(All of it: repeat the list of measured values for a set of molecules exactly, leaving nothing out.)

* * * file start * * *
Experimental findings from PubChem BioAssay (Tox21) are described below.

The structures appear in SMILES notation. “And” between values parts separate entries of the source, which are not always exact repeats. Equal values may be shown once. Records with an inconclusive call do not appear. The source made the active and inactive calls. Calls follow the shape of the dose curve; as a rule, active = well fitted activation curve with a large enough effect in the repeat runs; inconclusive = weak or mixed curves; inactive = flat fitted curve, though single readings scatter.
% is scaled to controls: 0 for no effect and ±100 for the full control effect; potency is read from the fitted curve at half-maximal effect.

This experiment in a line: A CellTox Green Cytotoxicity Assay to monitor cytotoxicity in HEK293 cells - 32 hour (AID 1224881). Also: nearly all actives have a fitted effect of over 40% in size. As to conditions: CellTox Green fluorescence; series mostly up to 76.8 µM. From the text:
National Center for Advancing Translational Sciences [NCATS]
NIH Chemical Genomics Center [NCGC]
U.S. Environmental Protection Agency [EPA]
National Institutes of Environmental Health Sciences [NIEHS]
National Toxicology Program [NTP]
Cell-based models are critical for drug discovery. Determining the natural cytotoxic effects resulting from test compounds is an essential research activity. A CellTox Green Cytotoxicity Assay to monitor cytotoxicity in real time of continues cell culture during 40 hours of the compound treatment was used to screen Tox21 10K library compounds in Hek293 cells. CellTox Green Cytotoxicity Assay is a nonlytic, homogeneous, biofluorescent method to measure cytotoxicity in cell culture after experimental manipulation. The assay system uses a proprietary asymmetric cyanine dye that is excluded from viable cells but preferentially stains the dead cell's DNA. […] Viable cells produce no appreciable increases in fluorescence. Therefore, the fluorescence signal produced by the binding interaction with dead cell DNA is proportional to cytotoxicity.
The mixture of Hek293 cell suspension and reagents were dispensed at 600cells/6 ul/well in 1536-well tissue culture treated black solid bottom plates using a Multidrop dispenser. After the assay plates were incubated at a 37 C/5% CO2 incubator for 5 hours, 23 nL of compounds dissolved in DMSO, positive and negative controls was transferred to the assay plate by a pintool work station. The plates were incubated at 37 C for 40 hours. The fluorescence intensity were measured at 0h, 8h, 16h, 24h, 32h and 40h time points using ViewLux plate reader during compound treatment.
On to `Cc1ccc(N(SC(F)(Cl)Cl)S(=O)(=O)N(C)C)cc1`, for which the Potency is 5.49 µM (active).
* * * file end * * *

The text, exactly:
Experimental findings from PubChem BioAssay (Tox21) are described below.

The structures appear in SMILES notation. “And” between values parts separate entries of the source, which are not always exact repeats. Equal values may be shown once. Records with an inconclusive call do not appear. The source made the active and inactive calls. Calls follow the shape of the dose curve; as a rule, active = well fitted activation curve with a large enough effect in the repeat runs; inconclusive = weak or mixed curves; inactive = flat fitted curve, though single readings scatter.
% is scaled to controls: 0 for no effect and ±100 for the full control effect; potency is read from the fitted curve at half-maximal effect.

This experiment in a line: A CellTox Green Cytotoxicity Assay to monitor cytotoxicity in HEK293 cells - 32 hour (AID 1224881). Also: nearly all actives have a fitted effect of over 40% in size. As to conditions: CellTox Green fluorescence; series mostly up to 76.8 µM. From the text:
National Center for Advancing Translational Sciences [NCATS]
NIH Chemical Genomics Center [NCGC]
U.S. Environmental Protection Agency [EPA]
National Institutes of Environmental Health Sciences [NIEHS]
National Toxicology Program [NTP]
Cell-based models are critical for drug discovery. Determining the natural cytotoxic effects resulting from test compounds is an essential research activity. A CellTox Green Cytotoxicity Assay to monitor cytotoxicity in real time of continues cell culture during 40 hours of the compound treatment was used to screen Tox21 10K library compounds in Hek293 cells. CellTox Green Cytotoxicity Assay is a nonlytic, homogeneous, biofluorescent method to measure cytotoxicity in cell culture after experimental manipulation. The assay system uses a proprietary asymmetric cyanine dye that is excluded from viable cells but preferentially stains the dead cell's DNA. […] Viable cells produce no appreciable increases in fluorescence. Therefore, the fluorescence signal produced by the binding interaction with dead cell DNA is proportional to cytotoxicity.
The mixture of Hek293 cell suspension and reagents were dispensed at 600cells/6 ul/well in 1536-well tissue culture treated black solid bottom plates using a Multidrop dispenser. After the assay plates were incubated at a 37 C/5% CO2 incubator for 5 hours, 23 nL of compounds dissolved in DMSO, positive and negative controls was transferred to the assay plate by a pintool work station. The plates were incubated at 37 C for 40 hours. The fluorescence intensity were measured at 0h, 8h, 16h, 24h, 32h and 40h time points using ViewLux plate reader during compound treatment.
On to `Cc1ccc(N(SC(F)(Cl)Cl)S(=O)(=O)N(C)C)cc1`, for which the Potency is 5.49 µM (active).